Construction activity at the Tidewater Landing site in Pawtucket on Oct. 5, 2023. (Nancy Lavin/Rhode Island Current)
It’s game on for the transformation of Pawtucket’s riverfront, with glimpses of the professional soccer stadium finally evident at the long-abandoned site.
Meanwhile, Pawtucket officials are moving ahead with plans to issue the $36 million in city and state bonds being used to pay for part of the $124 million Tidewater Landing project, potentially within a few weeks.
First, they need to make a few technical adjustments to the city’s redevelopment plan and its master plan agreement with developer Fortuitous Partners before they can sell public bonds being used to help pay for the project. The Pawtucket City Council met for a special meeting Thursday and within seconds voted 6-0 (with three members absent) to refer proposed updates for consideration at a series of city committee meetings scheduled for Oct 11.
City Council members were unsure of specifics of the proposed changes even after voting Thursday.
“I haven’t given it a hard look,” said Council President Terry Mercer. “My understanding is they are very minor adjustments, more of a record-keeping kind of thing. I don’t think the changes are earth-shattering.”
Before the meeting, Councilmember David Moran said he could not comment on the amendments because he did not know what they were.
The amendments are largely technical in nature, intended to reflect changes to project timing which has been delayed substantially since the documents were first inked in 2021, according to Grace Voll, a spokesperson for the city.
The project relies on a combination of public, tax increment-financing and private debt and investment, with the $36 million in state and city-issued bonds intended to be repaid using revenue generated from the project.
The original master plan agreement laid out the timeline, funding, and public and private commitments, giving Fortuitous Partners a year to provide the city with “written attestation accompanied by reasonable evidence” that it has enough money to complete the first phase of the project.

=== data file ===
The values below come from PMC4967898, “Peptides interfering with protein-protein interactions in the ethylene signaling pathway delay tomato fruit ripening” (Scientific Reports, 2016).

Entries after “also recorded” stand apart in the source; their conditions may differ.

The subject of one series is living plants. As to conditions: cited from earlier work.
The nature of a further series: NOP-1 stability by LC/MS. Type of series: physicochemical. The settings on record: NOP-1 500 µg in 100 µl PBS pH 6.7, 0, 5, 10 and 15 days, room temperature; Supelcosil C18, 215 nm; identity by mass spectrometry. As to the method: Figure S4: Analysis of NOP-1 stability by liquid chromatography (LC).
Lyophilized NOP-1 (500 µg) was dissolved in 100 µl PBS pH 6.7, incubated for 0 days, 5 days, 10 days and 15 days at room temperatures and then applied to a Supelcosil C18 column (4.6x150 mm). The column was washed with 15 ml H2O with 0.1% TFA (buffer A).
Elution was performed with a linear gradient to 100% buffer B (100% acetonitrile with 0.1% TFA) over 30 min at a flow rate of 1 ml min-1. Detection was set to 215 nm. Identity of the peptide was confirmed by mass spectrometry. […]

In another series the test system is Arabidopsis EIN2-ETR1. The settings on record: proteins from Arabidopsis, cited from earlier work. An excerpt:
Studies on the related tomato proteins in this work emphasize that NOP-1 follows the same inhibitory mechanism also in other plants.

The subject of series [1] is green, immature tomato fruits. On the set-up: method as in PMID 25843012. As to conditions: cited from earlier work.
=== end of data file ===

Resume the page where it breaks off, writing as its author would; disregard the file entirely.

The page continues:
That deadline came and went as the developer struggled to raise enough private investment for its share of the project. Construction on the United Soccer League stadium ground to a halt earlier this spring amid financing woes. Now, the company appears to be making a comeback, announcing in August it closed the private funding gap and resuming construction shortly after.
Which is why the dates need to be revised, and the agreement updated before the city can sell the bonds, and the developer can close on its now-secured private financing.
“Everything on the public financing and the private debt is in its final stages of moving toward closing so these things are all necessitated for that,” Mike Raia, a spokesperson for Fortuitous said on Thursday.
Despite prior delays, Mercer said he was “cautiously optimistic” for the project, pointing to Fortuitous’ August announcement that it finished its private fundraising as well as resumed construction work along the western bank of Pawtucket River.
“I think things are looking up,” Mercer said.
The master plan agreement contains many protections intended to shield both the city – and its taxpayers – as well as the developer if the other group does not make good on its promises. If, for example, the developer does not meet agreed-upon construction dates, the city can sue them for damages, take over construction of the project or even end its commitment to provide the tax-increment financing. Similar consequences face the city or the Pawtucket Redevelopment Agency if they don’t pay what they’ve agreed to the developer or issue the state bonds.
The agreement also covers details about the second phase of the project calling for housing, retail and office space, as well as parking and infrastructure improvements, across the river. Construction on what is known as “phase 1B” is unlikely to start for at least another year and there’s no private funding yet lined up to pay for it, though the updated agreement requires Fortuitous to provide proof of financing to the city by Dec. 31, 2024.
Despite the lack of clarity and certainty surrounding the second portion of development, Mercer expressed confidence that it would happen.
“All indications are we will accomplish that,” he said, stressing the developers’ interest, along with the city’s, in completing the entire project. “They have insisted that just the stadium doesn’t work for them either.”
In addition to tax-increment financing, the state has also kicked in $14 million in tax credits, while Pawtucket gave $10 million in stimulus funds for a total of $60 million in public funding. Fortuitous is covering the remaining $80 million through a combination of private equity and debt.
The Pawtucket property, finance and ordinance committees are expected to review the amended agreements on Oct. 11 before sending them back to the full council for a vote on that same day, Mercer said.
Meanwhile, construction at the stadium continues, with steel foundations arriving earlier this week, Raia said.
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